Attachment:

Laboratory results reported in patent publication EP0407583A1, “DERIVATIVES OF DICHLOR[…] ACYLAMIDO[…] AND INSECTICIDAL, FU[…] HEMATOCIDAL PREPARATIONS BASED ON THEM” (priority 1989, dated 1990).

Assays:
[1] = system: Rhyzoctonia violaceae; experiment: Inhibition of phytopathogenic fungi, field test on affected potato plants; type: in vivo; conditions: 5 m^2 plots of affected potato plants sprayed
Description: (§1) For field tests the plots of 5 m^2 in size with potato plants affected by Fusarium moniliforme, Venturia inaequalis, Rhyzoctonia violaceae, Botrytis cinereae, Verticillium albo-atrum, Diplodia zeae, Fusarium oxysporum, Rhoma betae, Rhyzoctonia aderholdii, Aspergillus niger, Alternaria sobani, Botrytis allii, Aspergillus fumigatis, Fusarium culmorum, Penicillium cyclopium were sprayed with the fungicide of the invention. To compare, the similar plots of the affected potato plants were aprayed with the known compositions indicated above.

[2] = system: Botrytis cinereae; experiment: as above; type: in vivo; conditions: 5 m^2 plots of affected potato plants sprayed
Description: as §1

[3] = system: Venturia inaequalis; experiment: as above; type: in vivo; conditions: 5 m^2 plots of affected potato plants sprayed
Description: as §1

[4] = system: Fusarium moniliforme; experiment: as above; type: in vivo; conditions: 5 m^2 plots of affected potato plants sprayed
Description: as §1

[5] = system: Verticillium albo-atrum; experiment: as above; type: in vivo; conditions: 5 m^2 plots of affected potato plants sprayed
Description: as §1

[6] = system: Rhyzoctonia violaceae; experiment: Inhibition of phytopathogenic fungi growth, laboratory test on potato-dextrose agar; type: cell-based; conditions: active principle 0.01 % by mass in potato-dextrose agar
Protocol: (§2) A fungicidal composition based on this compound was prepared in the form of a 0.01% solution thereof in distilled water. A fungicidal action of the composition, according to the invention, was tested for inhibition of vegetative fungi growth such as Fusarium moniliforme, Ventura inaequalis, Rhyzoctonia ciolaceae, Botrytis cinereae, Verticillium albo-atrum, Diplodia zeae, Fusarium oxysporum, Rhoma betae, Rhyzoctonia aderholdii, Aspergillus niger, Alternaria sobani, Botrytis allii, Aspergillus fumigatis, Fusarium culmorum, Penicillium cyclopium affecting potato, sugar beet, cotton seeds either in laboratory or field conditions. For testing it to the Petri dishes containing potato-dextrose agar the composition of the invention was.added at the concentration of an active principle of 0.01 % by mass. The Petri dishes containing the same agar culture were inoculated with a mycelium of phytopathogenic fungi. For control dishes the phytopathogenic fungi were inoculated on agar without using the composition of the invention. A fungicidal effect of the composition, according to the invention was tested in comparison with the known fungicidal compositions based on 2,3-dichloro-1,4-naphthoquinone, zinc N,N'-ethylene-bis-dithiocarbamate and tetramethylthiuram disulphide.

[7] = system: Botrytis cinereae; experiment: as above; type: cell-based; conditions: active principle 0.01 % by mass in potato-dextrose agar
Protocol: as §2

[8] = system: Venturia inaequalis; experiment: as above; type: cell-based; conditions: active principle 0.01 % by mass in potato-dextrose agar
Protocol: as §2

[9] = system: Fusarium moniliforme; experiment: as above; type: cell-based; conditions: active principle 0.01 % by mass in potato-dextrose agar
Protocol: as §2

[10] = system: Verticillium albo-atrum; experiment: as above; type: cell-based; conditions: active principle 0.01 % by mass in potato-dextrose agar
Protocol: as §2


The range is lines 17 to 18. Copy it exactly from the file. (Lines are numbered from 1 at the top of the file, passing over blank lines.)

[8] = system: Venturia inaequalis; experiment: as above; type: cell-based; conditions: active principle 0.01 % by mass in potato-dextrose agar
Protocol: as §2